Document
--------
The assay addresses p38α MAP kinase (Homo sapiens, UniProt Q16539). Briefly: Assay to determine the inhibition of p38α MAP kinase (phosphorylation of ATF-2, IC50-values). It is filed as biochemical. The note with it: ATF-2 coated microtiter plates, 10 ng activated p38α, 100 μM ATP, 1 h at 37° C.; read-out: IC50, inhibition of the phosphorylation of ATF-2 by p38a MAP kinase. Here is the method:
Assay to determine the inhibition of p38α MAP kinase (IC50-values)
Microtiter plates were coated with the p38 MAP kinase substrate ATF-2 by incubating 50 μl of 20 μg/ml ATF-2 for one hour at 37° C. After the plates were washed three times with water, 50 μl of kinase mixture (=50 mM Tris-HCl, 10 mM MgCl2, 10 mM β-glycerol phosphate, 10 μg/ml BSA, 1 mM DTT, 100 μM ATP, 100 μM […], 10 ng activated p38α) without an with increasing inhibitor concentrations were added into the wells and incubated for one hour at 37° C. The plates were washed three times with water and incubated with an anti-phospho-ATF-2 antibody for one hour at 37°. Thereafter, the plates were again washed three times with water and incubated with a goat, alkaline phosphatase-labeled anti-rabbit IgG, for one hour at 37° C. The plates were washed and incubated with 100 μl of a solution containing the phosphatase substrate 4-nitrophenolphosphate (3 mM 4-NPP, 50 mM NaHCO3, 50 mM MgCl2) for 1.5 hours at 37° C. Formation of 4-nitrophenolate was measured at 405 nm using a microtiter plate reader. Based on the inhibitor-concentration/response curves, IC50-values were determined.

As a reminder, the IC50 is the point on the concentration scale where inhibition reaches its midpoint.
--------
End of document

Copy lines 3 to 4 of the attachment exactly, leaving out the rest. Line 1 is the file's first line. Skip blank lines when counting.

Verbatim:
Microtiter plates were coated with the p38 MAP kinase substrate ATF-2 by incubating 50 μl of 20 μg/ml ATF-2 for one hour at 37° C. After the plates were washed three times with water, 50 μl of kinase mixture (=50 mM Tris-HCl, 10 mM MgCl2, 10 mM β-glycerol phosphate, 10 μg/ml BSA, 1 mM DTT, 100 μM ATP, 100 μM […], 10 ng activated p38α) without an with increasing inhibitor concentrations were added into the wells and incubated for one hour at 37° C. The plates were washed three times with water and incubated with an anti-phospho-ATF-2 antibody for one hour at 37°. Thereafter, the plates were again washed three times with water and incubated with a goat, alkaline phosphatase-labeled anti-rabbit IgG, for one hour at 37° C. The plates were washed and incubated with 100 μl of a solution containing the phosphatase substrate 4-nitrophenolphosphate (3 mM 4-NPP, 50 mM NaHCO3, 50 mM MgCl2) for 1.5 hours at 37° C. Formation of 4-nitrophenolate was measured at 405 nm using a microtiter plate reader. Based on the inhibitor-concentration/response curves, IC50-values were determined.

As a reminder, the IC50 is the point on the concentration scale where inhibition reaches its midpoint.